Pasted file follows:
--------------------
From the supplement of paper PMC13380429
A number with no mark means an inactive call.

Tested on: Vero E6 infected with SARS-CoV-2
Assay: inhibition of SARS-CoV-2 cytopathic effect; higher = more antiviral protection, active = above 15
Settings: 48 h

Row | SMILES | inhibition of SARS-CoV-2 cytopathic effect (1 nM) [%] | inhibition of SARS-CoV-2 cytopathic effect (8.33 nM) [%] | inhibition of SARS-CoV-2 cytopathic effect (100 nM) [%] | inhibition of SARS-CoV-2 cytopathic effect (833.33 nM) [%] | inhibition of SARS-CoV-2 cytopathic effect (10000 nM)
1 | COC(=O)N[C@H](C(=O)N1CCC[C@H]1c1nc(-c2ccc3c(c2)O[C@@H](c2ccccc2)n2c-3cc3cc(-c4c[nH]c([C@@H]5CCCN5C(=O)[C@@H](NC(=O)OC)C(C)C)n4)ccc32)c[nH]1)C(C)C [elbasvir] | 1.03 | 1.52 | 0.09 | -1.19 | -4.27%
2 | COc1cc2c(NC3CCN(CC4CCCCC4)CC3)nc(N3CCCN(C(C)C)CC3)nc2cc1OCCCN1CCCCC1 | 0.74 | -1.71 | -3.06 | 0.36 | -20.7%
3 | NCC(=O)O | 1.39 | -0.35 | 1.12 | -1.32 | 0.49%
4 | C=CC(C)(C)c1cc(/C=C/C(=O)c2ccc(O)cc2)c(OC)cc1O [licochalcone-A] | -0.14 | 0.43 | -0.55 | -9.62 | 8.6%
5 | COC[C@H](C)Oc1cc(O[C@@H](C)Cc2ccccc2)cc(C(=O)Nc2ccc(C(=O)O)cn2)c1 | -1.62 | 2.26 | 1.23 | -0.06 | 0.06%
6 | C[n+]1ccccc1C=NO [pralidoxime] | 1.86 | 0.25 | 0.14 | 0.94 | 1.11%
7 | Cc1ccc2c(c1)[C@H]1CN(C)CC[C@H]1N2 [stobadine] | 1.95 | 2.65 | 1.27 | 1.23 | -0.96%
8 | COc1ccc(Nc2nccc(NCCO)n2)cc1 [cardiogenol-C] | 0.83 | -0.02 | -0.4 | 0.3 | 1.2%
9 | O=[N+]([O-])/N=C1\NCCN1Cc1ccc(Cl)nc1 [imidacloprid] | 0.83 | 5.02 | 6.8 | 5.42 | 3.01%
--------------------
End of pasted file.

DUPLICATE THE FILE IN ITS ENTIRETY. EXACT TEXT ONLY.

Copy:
From the supplement of paper PMC13380429
A number with no mark means an inactive call.

Tested on: Vero E6 infected with SARS-CoV-2
Assay: inhibition of SARS-CoV-2 cytopathic effect; higher = more antiviral protection, active = above 15
Settings: 48 h

Row | SMILES | inhibition of SARS-CoV-2 cytopathic effect (1 nM) [%] | inhibition of SARS-CoV-2 cytopathic effect (8.33 nM) [%] | inhibition of SARS-CoV-2 cytopathic effect (100 nM) [%] | inhibition of SARS-CoV-2 cytopathic effect (833.33 nM) [%] | inhibition of SARS-CoV-2 cytopathic effect (10000 nM)
1 | COC(=O)N[C@H](C(=O)N1CCC[C@H]1c1nc(-c2ccc3c(c2)O[C@@H](c2ccccc2)n2c-3cc3cc(-c4c[nH]c([C@@H]5CCCN5C(=O)[C@@H](NC(=O)OC)C(C)C)n4)ccc32)c[nH]1)C(C)C [elbasvir] | 1.03 | 1.52 | 0.09 | -1.19 | -4.27%
2 | COc1cc2c(NC3CCN(CC4CCCCC4)CC3)nc(N3CCCN(C(C)C)CC3)nc2cc1OCCCN1CCCCC1 | 0.74 | -1.71 | -3.06 | 0.36 | -20.7%
3 | NCC(=O)O | 1.39 | -0.35 | 1.12 | -1.32 | 0.49%
4 | C=CC(C)(C)c1cc(/C=C/C(=O)c2ccc(O)cc2)c(OC)cc1O [licochalcone-A] | -0.14 | 0.43 | -0.55 | -9.62 | 8.6%
5 | COC[C@H](C)Oc1cc(O[C@@H](C)Cc2ccccc2)cc(C(=O)Nc2ccc(C(=O)O)cn2)c1 | -1.62 | 2.26 | 1.23 | -0.06 | 0.06%
6 | C[n+]1ccccc1C=NO [pralidoxime] | 1.86 | 0.25 | 0.14 | 0.94 | 1.11%
7 | Cc1ccc2c(c1)[C@H]1CN(C)CC[C@H]1N2 [stobadine] | 1.95 | 2.65 | 1.27 | 1.23 | -0.96%
8 | COc1ccc(Nc2nccc(NCCO)n2)cc1 [cardiogenol-C] | 0.83 | -0.02 | -0.4 | 0.3 | 1.2%
9 | O=[N+]([O-])/N=C1\NCCN1Cc1ccc(Cl)nc1 [imidacloprid] | 0.83 | 5.02 | 6.8 | 5.42 | 3.01%